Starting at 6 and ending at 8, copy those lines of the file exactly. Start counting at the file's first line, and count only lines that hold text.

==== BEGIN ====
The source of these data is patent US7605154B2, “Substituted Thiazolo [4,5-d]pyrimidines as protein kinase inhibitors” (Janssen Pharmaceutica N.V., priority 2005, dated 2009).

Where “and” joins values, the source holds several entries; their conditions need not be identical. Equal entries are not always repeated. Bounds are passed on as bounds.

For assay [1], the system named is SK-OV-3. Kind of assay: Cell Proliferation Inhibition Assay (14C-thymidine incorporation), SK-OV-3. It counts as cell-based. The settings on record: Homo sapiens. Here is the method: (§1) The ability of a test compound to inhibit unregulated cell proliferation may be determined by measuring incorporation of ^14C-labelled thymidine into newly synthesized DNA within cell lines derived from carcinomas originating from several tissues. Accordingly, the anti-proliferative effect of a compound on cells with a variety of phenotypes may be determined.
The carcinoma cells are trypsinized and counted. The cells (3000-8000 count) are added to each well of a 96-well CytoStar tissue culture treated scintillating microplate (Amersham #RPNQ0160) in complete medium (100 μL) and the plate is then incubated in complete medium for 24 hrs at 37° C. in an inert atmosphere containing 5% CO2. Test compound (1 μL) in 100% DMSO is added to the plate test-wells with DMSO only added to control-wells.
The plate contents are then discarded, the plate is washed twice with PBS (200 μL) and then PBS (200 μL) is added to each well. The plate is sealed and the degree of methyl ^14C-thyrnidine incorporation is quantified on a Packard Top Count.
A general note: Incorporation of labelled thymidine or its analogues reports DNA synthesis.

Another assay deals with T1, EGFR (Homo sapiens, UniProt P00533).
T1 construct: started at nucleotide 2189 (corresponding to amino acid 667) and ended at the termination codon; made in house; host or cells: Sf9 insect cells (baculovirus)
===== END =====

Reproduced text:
A general note: Incorporation of labelled thymidine or its analogues reports DNA synthesis.

Another assay deals with T1, EGFR (Homo sapiens, UniProt P00533).
T1 construct: started at nucleotide 2189 (corresponding to amino acid 667) and ended at the termination codon; made in house; host or cells: Sf9 insect cells (baculovirus)